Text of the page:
Meaher paid off Captain Foster and the crew and immediately transported them to Montgomery, where they were then paid to conveniently disappear from history and from inquiring eyes of federal officials who were investigating the matter. Meaher was able to document some 52 trips between Mobile and Montgomery during the period of the illegal slaving voyage. Thus, he was able to prove he was not personally involved.
The African slaves were distributed to those having a financial interest in the Clotilda venture, with Timothy Meaher retaining 30 of the Africans on his property near Mobile. Cudjoe Lewis was among the 30 held by Meaher. Since these Africans had been illegally brought in, they could not be legally enslaved, since clear title for them, as chattel, could not be passed. They were, however, illegally held as property and were treated as such.
These people were deposited on property owned by the Meahers, known as Magazine Point, and left to fend for themselves. Initially, thirty in number, they built shacks from materials they could find, raised food, hired themselves out to nearby farmers, and started a life for themselves. This little enclave became known as Africatown, and, over the years, it grew. When the Civil War ended, all slaves were declared free, and this little town continued to flourish as other freed slaves were welcomed. Many surviving members of the Clotilda voyage made their way back to Africatown. The residents continued to speak their native language, to observe tribal customs, to worship their gods, and to govern themselves based on their known values. Among the Africans was a man named Cudjoe Lewis, who was the last survivor of the original group, and who lived until 1935. Lewis’ African name had been Kazoola, but Meaher had changed it because he thought it wasn’t an appropriate Christian name.
After the Civil War, the elders petitioned the renewed federal government for assistance, particularly for transportation back to their native Africa. But, alas, all their requests fell on a deaf ear, and they were doomed to remain forever on a distant shore surrounded by foreign people, strange ways, and an uncaring attitude. Their only solace lay within themselves, and they told their children of Africa, a place of lush, green valleys, a place of plenty where there was little to want, nothing to fear, and everything for which to hope. As the years grew and memories faded, Africa became to them and their children an idyllic, half-remembered place which offset their present stark reality.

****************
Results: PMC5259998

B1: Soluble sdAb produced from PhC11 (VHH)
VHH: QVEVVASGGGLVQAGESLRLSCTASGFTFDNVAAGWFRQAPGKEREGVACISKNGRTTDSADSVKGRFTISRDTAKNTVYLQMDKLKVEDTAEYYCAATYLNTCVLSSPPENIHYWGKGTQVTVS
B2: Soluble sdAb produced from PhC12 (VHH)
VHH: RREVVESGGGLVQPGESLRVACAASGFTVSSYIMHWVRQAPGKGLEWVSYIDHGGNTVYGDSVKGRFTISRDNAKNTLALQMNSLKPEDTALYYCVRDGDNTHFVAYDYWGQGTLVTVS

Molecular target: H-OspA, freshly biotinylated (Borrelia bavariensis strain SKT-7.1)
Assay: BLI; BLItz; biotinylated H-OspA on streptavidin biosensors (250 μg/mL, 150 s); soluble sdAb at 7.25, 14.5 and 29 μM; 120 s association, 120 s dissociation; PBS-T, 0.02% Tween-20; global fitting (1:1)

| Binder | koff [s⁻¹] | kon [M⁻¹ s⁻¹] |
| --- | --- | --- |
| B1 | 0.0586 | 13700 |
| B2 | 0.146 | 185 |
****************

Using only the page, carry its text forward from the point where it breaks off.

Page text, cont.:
Cudjoe Lewis brought suit in court for reparations against the Meaher Brothers for kidnapping, illegal constraint, and for five years of wages until the passage of the 14th amendment on July 8, 1868. These charges were eventually dismissed without satisfaction to the Africans. After the Civil War, the American government encouraged freed slaves to immigrate to the developing west coast country of Liberia in Africa. Mr. Lewis petitioned the government for passage of his people to that country but was met with no positive results. Eventually, Lewis and his followers resigned themselves to being marooned along the shores of Mobile Bay, aliens on foreign soil, forever.
Slowly, over the years, their native language died out, the residents of Africatown converted to Christianity, and all became settled in present conditions. The people worked hard and saved their money, doing without all but absolute necessities, and they slowly bought land—the land they lived on and surrounding acres—until eventually, they owned their entire community.
Finally, they were relatively free. The grounds of the Union Baptist Church in Africatown holds the Cudjoe Lewis Memorial Statue, as mute testimony to his memory and legacy. Lewis, it is said, spent his entire life ‘wanting to go home.
Poster image from Pinterest board Africatown USA Mobile, Alabama, pinned by Blackman
Cudjoe Lewis image with children from Pinterest board to American History, Culture and Various Bits of Odd Related Information, saved by Elynor Vine.
Historic marker image from Pinterest board The Missing Piece of History, pinned by Cheryl Brown.